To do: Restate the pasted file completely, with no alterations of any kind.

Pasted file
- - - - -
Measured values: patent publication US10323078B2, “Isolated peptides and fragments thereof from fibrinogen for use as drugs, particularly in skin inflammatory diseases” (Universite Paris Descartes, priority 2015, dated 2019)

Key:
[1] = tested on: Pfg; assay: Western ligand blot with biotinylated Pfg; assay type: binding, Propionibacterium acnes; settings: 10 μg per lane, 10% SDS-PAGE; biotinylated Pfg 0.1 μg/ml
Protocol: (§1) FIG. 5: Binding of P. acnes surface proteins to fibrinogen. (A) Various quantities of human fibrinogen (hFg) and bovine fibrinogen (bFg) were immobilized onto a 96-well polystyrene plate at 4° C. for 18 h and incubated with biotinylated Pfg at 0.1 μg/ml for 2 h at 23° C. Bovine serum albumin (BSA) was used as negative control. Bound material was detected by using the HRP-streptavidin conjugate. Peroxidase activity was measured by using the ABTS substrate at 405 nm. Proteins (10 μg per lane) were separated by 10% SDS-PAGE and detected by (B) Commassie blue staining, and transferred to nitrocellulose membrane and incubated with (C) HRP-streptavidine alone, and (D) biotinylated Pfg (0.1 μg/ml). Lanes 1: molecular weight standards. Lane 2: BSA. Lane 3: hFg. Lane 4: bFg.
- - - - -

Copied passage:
Measured values: patent publication US10323078B2, “Isolated peptides and fragments thereof from fibrinogen for use as drugs, particularly in skin inflammatory diseases” (Universite Paris Descartes, priority 2015, dated 2019)

Key:
[1] = tested on: Pfg; assay: Western ligand blot with biotinylated Pfg; assay type: binding, Propionibacterium acnes; settings: 10 μg per lane, 10% SDS-PAGE; biotinylated Pfg 0.1 μg/ml
Protocol: (§1) FIG. 5: Binding of P. acnes surface proteins to fibrinogen. (A) Various quantities of human fibrinogen (hFg) and bovine fibrinogen (bFg) were immobilized onto a 96-well polystyrene plate at 4° C. for 18 h and incubated with biotinylated Pfg at 0.1 μg/ml for 2 h at 23° C. Bovine serum albumin (BSA) was used as negative control. Bound material was detected by using the HRP-streptavidin conjugate. Peroxidase activity was measured by using the ABTS substrate at 405 nm. Proteins (10 μg per lane) were separated by 10% SDS-PAGE and detected by (B) Commassie blue staining, and transferred to nitrocellulose membrane and incubated with (C) HRP-streptavidine alone, and (D) biotinylated Pfg (0.1 μg/ml). Lanes 1: molecular weight standards. Lane 2: BSA. Lane 3: hFg. Lane 4: bFg.